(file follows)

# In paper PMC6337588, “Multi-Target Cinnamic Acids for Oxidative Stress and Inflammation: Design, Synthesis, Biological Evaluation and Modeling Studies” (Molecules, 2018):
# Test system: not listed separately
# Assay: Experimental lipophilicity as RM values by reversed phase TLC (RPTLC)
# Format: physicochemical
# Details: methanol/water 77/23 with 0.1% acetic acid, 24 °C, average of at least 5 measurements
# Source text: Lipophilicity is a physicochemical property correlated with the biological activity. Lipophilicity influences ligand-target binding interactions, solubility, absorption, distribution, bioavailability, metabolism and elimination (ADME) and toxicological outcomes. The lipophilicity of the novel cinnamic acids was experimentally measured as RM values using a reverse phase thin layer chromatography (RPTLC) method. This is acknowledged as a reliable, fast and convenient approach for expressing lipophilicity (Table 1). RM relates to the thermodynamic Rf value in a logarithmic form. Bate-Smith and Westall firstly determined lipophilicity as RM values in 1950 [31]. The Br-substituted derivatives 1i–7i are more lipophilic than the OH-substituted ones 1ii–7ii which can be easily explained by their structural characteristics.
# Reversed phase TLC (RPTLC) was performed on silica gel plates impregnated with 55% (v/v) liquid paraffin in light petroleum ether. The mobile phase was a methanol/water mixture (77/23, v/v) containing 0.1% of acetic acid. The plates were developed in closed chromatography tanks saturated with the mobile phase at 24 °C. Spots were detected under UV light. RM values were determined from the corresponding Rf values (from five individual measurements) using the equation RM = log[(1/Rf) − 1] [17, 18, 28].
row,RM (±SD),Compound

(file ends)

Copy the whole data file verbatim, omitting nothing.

# In paper PMC6337588, “Multi-Target Cinnamic Acids for Oxidative Stress and Inflammation: Design, Synthesis, Biological Evaluation and Modeling Studies” (Molecules, 2018):
# Test system: not listed separately
# Assay: Experimental lipophilicity as RM values by reversed phase TLC (RPTLC)
# Format: physicochemical
# Details: methanol/water 77/23 with 0.1% acetic acid, 24 °C, average of at least 5 measurements
# Source text: Lipophilicity is a physicochemical property correlated with the biological activity. Lipophilicity influences ligand-target binding interactions, solubility, absorption, distribution, bioavailability, metabolism and elimination (ADME) and toxicological outcomes. The lipophilicity of the novel cinnamic acids was experimentally measured as RM values using a reverse phase thin layer chromatography (RPTLC) method. This is acknowledged as a reliable, fast and convenient approach for expressing lipophilicity (Table 1). RM relates to the thermodynamic Rf value in a logarithmic form. Bate-Smith and Westall firstly determined lipophilicity as RM values in 1950 [31]. The Br-substituted derivatives 1i–7i are more lipophilic than the OH-substituted ones 1ii–7ii which can be easily explained by their structural characteristics.
# Reversed phase TLC (RPTLC) was performed on silica gel plates impregnated with 55% (v/v) liquid paraffin in light petroleum ether. The mobile phase was a methanol/water mixture (77/23, v/v) containing 0.1% of acetic acid. The plates were developed in closed chromatography tanks saturated with the mobile phase at 24 °C. Spots were detected under UV light. RM values were determined from the corresponding Rf values (from five individual measurements) using the equation RM = log[(1/Rf) − 1] [17, 18, 28].
row,RM (±SD),Compound